• Your event could be here. How cool is that?

Cool Products and Services

  • MongoDB Management Made Easy. Gain confidence in your backup strategy. MongoDB Cloud Manager makes protecting your mission critical data easy, without the need for custom backup scripts and storage. Start your 30 day free trial today.

  • In a recent benchmark for NoSQL databases on the AWS cloud, Redis Labs Enterprise Cluster's performance had obliterated Couchbase, Cassandra and Aerospike in this real life, write-intensive use case. Full backstage pass and and all the juicy details are available in this downloadable report.

  • Real-time correlation across your logs, metrics and events. just released its operations data hub into beta and we are already streaming in billions of log, metric and event data points each day. Using our streaming analytics platform, you can get real-time monitoring of your application performance, deep troubleshooting, and even product analytics. We allow you to easily aggregate logs and metrics by micro-service, calculate percentiles and moving window averages, forecast anomalies, and create interactive views for your whole organization. Try it for free, at any scale.

  • VoltDB is a full-featured fast data platform that has all of the data processing capabilities of Apache Storm and Spark Streaming, but adds a tightly coupled, blazing fast ACID-relational database, scalable ingestion with backpressure; all with the flexibility and interactivity of SQL queries. Learn more.

  • In a recent benchmark conducted on Google Compute Engine, Couchbase Server 3.0 outperformed Cassandra by 6x in resource efficiency and price/performance. The benchmark sustained over 1 million writes per second using only one-sixth as many nodes and one-third as many cores as Cassandra, resulting in 83% lower cost than Cassandra. Download Now.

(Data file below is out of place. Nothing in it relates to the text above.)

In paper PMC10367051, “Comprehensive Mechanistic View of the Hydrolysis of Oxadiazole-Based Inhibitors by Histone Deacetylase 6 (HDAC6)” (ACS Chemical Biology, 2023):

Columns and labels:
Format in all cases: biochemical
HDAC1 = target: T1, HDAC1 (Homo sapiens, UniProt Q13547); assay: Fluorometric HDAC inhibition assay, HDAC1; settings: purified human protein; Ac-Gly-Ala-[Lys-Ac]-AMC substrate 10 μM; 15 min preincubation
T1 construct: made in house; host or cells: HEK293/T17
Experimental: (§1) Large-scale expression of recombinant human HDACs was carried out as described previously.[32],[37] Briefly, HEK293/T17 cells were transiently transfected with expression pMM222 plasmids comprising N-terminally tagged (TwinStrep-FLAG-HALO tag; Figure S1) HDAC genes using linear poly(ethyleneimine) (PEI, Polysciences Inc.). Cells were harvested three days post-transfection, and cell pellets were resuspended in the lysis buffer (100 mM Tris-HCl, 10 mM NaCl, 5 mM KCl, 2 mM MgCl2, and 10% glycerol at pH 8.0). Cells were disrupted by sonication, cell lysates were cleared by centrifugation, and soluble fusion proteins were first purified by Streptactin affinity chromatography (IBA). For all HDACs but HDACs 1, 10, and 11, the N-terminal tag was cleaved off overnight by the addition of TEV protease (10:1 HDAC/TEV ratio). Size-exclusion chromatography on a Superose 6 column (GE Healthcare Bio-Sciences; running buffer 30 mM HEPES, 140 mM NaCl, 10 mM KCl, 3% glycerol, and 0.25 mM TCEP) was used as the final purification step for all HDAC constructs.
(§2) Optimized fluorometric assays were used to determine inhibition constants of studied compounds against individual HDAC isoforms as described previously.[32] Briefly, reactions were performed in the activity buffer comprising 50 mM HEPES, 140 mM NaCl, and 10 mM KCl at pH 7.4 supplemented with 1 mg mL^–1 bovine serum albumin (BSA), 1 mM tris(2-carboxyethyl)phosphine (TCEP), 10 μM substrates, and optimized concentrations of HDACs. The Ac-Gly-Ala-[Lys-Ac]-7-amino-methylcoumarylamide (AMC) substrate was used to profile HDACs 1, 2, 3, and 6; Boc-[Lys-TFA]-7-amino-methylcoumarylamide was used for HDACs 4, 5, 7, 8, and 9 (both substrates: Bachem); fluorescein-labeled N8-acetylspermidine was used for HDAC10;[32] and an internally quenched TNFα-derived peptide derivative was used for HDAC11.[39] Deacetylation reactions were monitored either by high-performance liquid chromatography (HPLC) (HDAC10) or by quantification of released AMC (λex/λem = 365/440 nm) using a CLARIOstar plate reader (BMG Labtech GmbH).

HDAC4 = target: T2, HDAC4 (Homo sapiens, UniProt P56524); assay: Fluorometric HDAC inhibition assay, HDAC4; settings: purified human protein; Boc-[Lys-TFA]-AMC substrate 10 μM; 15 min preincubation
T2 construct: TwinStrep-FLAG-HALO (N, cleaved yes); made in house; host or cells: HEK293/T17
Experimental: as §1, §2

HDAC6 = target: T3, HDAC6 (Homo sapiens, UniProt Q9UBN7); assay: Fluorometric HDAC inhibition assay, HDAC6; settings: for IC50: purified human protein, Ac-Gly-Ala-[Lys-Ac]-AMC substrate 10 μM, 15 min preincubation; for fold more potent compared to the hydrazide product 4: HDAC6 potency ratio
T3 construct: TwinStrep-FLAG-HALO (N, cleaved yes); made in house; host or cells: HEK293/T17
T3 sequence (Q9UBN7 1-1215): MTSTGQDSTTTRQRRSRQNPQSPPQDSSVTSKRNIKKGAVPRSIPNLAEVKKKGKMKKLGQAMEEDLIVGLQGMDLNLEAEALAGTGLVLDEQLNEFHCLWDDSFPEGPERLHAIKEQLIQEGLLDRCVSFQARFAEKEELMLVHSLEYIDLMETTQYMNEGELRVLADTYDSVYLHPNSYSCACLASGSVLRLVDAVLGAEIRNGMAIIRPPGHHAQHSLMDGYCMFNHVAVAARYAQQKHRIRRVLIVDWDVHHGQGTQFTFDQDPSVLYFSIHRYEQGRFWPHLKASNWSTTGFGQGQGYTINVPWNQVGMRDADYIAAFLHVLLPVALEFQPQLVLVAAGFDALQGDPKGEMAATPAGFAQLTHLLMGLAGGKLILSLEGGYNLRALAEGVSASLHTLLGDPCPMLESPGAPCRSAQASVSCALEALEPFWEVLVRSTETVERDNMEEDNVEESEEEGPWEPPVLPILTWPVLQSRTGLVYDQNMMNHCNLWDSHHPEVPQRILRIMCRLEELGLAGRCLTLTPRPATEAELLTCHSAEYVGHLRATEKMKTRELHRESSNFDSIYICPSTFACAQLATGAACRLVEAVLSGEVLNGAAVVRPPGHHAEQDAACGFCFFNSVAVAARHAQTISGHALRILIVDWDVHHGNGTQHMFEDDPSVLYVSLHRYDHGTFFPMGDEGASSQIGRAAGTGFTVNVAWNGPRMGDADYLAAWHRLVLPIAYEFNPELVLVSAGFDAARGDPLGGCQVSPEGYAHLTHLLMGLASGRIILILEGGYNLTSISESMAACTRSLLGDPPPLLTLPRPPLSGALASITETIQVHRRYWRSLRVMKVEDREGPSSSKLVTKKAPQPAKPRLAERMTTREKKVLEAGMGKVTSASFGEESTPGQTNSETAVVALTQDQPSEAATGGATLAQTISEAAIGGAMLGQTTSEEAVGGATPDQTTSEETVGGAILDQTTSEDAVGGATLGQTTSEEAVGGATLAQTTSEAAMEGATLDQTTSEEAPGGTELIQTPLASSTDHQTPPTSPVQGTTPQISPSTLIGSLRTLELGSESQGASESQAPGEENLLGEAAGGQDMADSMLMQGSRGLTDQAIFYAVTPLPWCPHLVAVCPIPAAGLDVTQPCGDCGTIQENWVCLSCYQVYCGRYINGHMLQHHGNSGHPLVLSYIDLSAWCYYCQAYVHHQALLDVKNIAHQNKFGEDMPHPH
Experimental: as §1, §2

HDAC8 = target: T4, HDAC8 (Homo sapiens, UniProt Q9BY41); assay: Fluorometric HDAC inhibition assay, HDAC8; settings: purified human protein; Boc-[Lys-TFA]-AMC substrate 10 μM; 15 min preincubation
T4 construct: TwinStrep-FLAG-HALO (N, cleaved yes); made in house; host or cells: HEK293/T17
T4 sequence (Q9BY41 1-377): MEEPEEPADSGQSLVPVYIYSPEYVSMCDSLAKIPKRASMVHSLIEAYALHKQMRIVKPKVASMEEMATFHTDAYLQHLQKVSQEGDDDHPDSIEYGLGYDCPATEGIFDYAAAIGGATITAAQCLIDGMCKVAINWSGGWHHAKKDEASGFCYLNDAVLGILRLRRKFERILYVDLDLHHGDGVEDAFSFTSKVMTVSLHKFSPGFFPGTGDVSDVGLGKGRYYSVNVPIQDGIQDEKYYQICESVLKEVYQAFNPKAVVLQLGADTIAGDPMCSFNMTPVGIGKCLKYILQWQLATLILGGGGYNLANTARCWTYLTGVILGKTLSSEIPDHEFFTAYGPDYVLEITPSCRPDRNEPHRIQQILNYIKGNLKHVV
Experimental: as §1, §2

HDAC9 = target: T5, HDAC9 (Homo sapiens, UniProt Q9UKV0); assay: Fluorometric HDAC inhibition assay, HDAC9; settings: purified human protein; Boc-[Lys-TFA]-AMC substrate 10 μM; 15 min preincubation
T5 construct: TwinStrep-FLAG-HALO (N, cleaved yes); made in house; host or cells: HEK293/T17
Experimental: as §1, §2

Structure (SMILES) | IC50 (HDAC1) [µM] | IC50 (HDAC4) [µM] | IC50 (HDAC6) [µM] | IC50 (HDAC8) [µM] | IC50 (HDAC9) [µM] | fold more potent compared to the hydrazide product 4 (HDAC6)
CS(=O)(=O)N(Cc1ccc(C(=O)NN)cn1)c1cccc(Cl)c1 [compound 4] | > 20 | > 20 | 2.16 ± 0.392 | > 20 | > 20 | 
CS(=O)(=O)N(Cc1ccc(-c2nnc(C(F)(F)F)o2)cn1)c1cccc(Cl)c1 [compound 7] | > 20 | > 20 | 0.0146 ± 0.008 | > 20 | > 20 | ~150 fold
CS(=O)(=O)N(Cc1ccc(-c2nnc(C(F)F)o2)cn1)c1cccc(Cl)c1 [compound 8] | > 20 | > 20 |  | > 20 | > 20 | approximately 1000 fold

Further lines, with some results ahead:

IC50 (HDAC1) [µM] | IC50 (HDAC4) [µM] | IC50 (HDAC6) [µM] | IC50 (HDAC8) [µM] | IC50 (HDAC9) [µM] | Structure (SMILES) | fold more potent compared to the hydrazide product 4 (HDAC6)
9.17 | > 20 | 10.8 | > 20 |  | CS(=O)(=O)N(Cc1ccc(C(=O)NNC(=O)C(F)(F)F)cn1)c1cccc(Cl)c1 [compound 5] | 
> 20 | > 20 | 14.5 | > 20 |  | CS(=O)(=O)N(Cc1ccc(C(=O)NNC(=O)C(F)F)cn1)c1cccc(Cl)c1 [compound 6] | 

• Datadog is a monitoring service for scaling cloud infrastructures that bridges together data from servers, databases, apps and other tools. Datadog provides Dev and Ops teams with insights from their cloud environments that keep applications running smoothly. Datadog is available for a 14 day free trial at

  • Here's a little quiz for you: What do these companies all have in common? Symantec, RiteAid, CarMax, NASA, Comcast, Chevron, HSBC, Sauder Woodworking, Syracuse University, USDA, and many, many more? Maybe you guessed it? Yep! They are all customers who use and trust our software, PA Server Monitor, as their monitoring solution. Try it out for yourself and see why we’re trusted by so many. Click here for your free, 30-Day instant trial download!

  • Turn chaotic logs and metrics into actionable data. Scalyr replaces all your tools for monitoring and analyzing logs and system metrics. Imagine being able to pinpoint and resolve operations issues without juggling multiple tools and tabs. Get visibility into your production systems: log aggregation, server metrics, monitoring, intelligent alerting, dashboards, and more. Trusted by companies like Codecademy and InsideSales. Learn more and get started with an easy 2-minute setup. Or see how Scalyr is different if you're looking for a Splunk alternative or Loggly alternative.

  • SignalFx: just launched an advanced monitoring platform for modern applications that's already processing 10s of billions of data points per day. SignalFx lets you create custom analytics pipelines on metrics data collected from thousands or more sources to create meaningful aggregations--such as percentiles, moving averages and growth rates--within seconds of receiving data. Start a free 30-day trial!

  • InMemory.Net provides a Dot Net native in memory database for analysing large amounts of data. It runs natively on .Net, and provides a native .Net, COM & ODBC apis for integration. It also has an easy to use language for importing data, and supports standard SQL for querying data. http://InMemory.Net

  • VividCortex goes beyond monitoring and measures the system's work on your MySQL and PostgreSQL servers, providing unparalleled insight and query-level analysis. This unique approach ultimately enables your team to work more effectively, ship more often, and delight more customers.

  • MemSQL provides a distributed in-memory database for high value data. It's designed to handle extreme data ingest and store the data for real-time, streaming and historical analysis using SQL. MemSQL also cost effectively supports both application and ad-hoc queries concurrently across all data. Start a free 30 day trial here:

  • aiScaler, aiProtect, aiMobile Application Delivery Controller with integrated Dynamic Site Acceleration, Denial of Service Protection and Mobile Content Management. Also available on Amazon Web Services. Free instant trial, 2 hours of FREE deployment support, no sign-up required.

  • ManageEngine Applications Manager : Monitor physical, virtual and Cloud Applications.

  • : Monitor End User Experience from a global monitoring network.